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The dangers of money laundering within the art market

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Written by David Povey on Thursday 21 April, 2022

Do you know your Pablo Picasso from your Inigo Philbrick, or Leonardo da Vinci from your Larry Salander? Two of them are amongst the world’s most renowned artists, while the other two have both been imprisoned for a variety of crimes linked to the art market. This article will look at the vulnerabilities of the art market and what compliance officers can do to help protect it.

While the realms of fine art and criminal activities may seem worlds apart, they are unfortunately coming ever closer together. Transparency International has estimated that billions of GBP is flowing through the UK and its ‘tax havens’ as art, jewellery, and collectables. In 2016, Swiss authorities seized cultural relics looted from Syria’s ancient city of Palmyra, as well as from Libya and Yemen, which were being stored in Geneva’s free ports.[1] These are not isolated reports; the level of crime linked to the art world is staggering.


What is the art market and how does it work?

The value of the global art market has reached $67.4 billion, with the US and UK currently being the two largest markets, according to a recent report by Art Basel and UBS.[2] Regulators have warned that the sheer volume of activity in the global art market makes it a prime target for potential misuse.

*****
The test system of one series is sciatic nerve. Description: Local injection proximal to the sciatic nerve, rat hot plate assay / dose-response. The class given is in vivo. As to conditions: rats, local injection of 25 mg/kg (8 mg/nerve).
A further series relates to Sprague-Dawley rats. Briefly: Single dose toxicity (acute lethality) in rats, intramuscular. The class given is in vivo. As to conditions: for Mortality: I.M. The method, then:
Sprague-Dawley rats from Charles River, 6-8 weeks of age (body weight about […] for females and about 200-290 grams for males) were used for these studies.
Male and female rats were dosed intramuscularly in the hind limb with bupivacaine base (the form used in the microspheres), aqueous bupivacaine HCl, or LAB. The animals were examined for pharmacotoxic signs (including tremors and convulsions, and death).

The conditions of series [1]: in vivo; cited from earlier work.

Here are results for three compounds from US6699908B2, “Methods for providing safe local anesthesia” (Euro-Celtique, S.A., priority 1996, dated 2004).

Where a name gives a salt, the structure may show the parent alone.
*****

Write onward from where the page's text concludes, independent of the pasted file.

In its July 2020 report, the Art Industry and U.S. Policies that Undermine Sanctions,[3] the U.S. Senate’s Permanent Subcommittee on Investigations observed that ‘[t]he art industry is considered the largest, legal unregulated industry in the United States’. In 2019, the US was the world’s largest art market, representing about $28.3 billion, or about 44% of global art sales.

An auction house is a company that enables the buying and selling of assets, such as works of art and collectables. An auction house can sometimes refer to the physical facility that an auction is taking place in, though it most commonly refers to the company running the auction. The auction itself is the process of buying and selling goods or services by offering them up for bids, taking bids, and then selling the item to the highest bidder or buying the item from the lowest bidder. This process brings with it high stakes and potentially large amounts of money.